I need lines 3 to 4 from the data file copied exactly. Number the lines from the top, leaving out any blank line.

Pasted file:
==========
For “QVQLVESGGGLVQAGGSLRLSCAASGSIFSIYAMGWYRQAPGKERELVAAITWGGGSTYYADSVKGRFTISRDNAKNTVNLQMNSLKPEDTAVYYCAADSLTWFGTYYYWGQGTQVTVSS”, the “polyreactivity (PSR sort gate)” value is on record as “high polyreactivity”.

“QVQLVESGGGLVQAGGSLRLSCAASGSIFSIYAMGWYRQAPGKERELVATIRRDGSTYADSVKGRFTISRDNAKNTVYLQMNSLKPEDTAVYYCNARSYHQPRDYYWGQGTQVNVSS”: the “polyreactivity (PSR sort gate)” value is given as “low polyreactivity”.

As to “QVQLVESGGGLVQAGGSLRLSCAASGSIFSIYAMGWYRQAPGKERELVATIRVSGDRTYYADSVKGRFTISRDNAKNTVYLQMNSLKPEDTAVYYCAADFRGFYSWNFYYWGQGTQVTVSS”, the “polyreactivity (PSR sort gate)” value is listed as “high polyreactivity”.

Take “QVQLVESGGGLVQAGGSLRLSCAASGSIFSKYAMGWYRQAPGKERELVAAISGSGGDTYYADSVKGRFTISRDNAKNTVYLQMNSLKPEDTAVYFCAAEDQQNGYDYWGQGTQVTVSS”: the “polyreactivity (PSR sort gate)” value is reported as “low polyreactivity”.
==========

As to “QVQLVESGGGLVQAGGSLRLSCAASGSIFSIYAMGWYRQAPGKERELVATIRVSGDRTYYADSVKGRFTISRDNAKNTVYLQMNSLKPEDTAVYYCAADFRGFYSWNFYYWGQGTQVTVSS”, the “polyreactivity (PSR sort gate)” value is listed as “high polyreactivity”.

Take “QVQLVESGGGLVQAGGSLRLSCAASGSIFSKYAMGWYRQAPGKERELVAAISGSGGDTYYADSVKGRFTISRDNAKNTVYLQMNSLKPEDTAVYFCAAEDQQNGYDYWGQGTQVTVSS”: the “polyreactivity (PSR sort gate)” value is reported as “low polyreactivity”.